Donate 50 Heifers and End Tribal Conflict in Kenya was fully funded! We reached the goal of $10,000 and all proceeds went directly to the beneficiaries. One 24 November 2018 the final portion of the project was completed when the 51 heifers that this money purchased were delivered to the 102 beneficiary families.
Below is a story of two beneficiaries, who share a Heifer for Peace.
Samburu County, in Northern Kenya, is absolutely beautiful. I am 99% sure that the artists for the Disney movie “The Lion King” visited it to draw inspiration from it when creating the movie. The vast green hills roll with tall green and yellow grasses, there are mountains in the distance, and the low green bushes and trees are exactly how I imagined Kenya would look like. But this beautiful landscape was a battlefield just 7 years ago.
Children Peace Initiative (CPI) Kenya has been working in Samburu County with the Samburu and Pokot tribes since 2012. The conflict between the Samburu and Pokot started in 2005, and ravaged the lands until 2012 when CPI Kenya intervened and held their first of four Peace Camps for Pokot and Samburu children. From 2012-2016, CPI Kenya held a Peace Camp every year for the children. This not only ended the conflict, but also created a harmonious, peaceful coexistence between the two tribes. They don’t just live separately and no longer fight; they live together and rely on each other now. They inter-marry. They visit each other. Their cattle graze in both Samburu and Pokot lands. They own animals together. They pray for each other. And they love each other. It truly is beautiful to see.
For the past nine days, the CPI Kenya team and I have been in Samburu County meeting with the families who received a shared Heifer for Peace in 2016. These beneficiaries shared not only valuable data that helps quantify the impact of CPI Kenya’s work here, but also shared some incredibly moving stories. I would like to share one of them with you today.
I had the pleasure to interview two fathers’ whose sons attended CPI Kenya’s Peace Camp in 2012. Their names were Malatu Lebenayo, who is Samburu, and Losuke Lonyangaking, who is Pokot. Because of the conflict, both of these men lost their homes. Both were unable to farm and grow food for their families. Both of these men’s children had to drop out of school because it was too dangerous to attend. Both lost cattle due to raids. Both had to have their children sleep with their shoes on at night, in case they had to flee from a raid and hide in the bush. And both blamed the other tribe for the struggles and losses their families had to endure.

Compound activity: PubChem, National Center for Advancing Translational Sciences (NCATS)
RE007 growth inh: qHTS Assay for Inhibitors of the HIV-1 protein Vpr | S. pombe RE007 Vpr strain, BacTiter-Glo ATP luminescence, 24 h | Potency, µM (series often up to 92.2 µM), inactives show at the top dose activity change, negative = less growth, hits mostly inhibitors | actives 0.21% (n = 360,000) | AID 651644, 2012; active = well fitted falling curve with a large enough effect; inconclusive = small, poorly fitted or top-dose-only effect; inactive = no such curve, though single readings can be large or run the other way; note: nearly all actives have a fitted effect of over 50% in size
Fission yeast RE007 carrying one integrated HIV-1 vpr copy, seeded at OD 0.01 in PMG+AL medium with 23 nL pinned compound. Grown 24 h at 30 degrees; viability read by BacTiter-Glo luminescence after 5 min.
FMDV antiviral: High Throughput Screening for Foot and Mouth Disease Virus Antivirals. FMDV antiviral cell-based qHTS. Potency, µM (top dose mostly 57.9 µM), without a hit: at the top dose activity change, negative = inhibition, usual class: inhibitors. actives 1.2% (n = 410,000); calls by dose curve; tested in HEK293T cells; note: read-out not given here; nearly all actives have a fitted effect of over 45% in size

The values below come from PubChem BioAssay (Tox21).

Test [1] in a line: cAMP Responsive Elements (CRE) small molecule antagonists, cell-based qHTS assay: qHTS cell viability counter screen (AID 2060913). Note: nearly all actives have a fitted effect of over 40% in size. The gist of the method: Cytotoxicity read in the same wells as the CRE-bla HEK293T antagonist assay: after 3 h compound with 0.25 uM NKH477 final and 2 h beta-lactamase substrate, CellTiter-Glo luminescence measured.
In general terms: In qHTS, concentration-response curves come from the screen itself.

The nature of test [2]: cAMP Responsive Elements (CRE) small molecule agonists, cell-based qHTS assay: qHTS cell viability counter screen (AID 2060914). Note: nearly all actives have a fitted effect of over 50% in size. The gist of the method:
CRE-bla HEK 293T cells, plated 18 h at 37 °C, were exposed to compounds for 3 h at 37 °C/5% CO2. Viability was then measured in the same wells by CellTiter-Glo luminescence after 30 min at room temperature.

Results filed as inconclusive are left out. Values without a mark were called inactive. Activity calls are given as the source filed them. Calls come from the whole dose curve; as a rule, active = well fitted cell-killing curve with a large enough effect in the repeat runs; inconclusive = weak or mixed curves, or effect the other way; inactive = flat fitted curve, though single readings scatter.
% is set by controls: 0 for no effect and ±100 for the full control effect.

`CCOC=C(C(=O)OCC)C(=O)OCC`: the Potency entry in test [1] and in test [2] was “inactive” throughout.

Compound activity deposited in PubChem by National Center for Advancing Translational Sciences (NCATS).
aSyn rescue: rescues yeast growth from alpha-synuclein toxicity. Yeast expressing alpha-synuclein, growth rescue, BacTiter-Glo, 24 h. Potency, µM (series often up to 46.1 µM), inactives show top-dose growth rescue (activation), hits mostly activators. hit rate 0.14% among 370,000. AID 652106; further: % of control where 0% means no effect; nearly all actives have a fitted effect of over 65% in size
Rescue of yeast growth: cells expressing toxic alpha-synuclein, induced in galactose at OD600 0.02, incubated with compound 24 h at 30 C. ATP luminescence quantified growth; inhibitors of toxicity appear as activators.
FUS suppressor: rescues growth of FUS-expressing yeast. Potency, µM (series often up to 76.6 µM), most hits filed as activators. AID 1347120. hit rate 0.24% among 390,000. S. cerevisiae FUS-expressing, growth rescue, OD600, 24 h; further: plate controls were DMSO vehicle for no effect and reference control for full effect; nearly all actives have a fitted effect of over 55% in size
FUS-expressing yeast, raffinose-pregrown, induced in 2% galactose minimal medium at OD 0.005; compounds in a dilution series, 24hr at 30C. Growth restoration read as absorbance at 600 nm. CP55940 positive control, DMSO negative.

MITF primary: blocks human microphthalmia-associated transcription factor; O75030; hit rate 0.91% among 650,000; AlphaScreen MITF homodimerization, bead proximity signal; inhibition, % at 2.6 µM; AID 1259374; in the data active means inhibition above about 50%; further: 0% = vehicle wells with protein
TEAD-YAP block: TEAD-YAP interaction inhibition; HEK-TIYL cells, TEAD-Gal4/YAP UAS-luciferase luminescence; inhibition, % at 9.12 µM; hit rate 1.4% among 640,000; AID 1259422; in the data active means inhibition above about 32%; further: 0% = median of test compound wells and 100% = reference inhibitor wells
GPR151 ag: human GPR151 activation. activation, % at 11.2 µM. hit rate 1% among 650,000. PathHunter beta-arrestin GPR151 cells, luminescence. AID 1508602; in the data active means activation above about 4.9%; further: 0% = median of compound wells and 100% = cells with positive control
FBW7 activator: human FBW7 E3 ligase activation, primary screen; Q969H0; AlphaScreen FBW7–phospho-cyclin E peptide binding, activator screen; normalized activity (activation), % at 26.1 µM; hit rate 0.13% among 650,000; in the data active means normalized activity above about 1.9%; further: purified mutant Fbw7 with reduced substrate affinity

After seven years of fighting, Malatu and Losuke were a part of the brave group of parents who allowed their children to attend Peace Camp and interact with children from the other tribe. Their sons, John and Topote became friends at Peace Camp, and came home inspired by their friendship and the possibility that they could be the ones to bring peace to their communities. Through John and Topote, Malatu and Losuke met and began to warm to the idea of tolerance. Through a series of engagements and interactions fostered by CPI Kenya, Malatu and Losuke grew to become best friends. “I was 60-some years old and had never entered a Pokot home until CPI Kenya came” said Malatu. “Now we are kin. This friendship is going to last – we make it stronger every day.”
In 2016 Losuke and Malatu received a shared Heifer for Peace, through CPI Kenya’s Heifers for Peace program. This shared heifer solidified the friendship formed between the two families through the children, and now their bond is unbreakable. To pastoralists, a cow is sacred; cows are a part of their identity, and are their livelihood. So when Lokute and Malatu decided that Malatu would keep and raise the heifer, and that Losuke would receive the first calf it gives birth to, their pastoralist bond was fortified. Sure enough, their Heifer for Peace gave birth to a calf a few months ago, and Malatu handed over this calf to Losuke. When I asked them if there were any problems with their sharing the heifer, both vehemently responded “No! None!” Losute went on to say “I trusted Malatu to take good care of the heifer. And he did. And now I have a calf because of him!” They then shook hands again, and shared a look only best friends can share.
The benefits of their shared Heifer for Peace will continue for the rest of these men’s lives; a cow can give birth up to 12 times in its lifetime, so that means Malatu and Losuke could each receive six more cows from their one shared Heifer for Peace. Essentially, a family’s cattle herd can be completely rebuilt and repopulated by one heifer, and this is the opportunity CPI Kenya provided these men.
When I asked Malatu and Losuke why CPI Kenya’s approach to peacebuilding worked, compared to all the multiple other governmental and NGO failed attempts, Malatu answered simply. “The peace is fair, not political. We accepted the peace because of the friendships and all the suffering from before. And then we proved to each other that we’re trustworthy because of the Heifers for Peace.”
Malatu and Losuke show how entire communities have been transformed by CPI Kenya’s work. Just seven years ago these men were at war, and today they call themselves brothers. “Our friendship is from the heart. Even the way we embrace each other comes from the heart” says Losuke. And it’s true.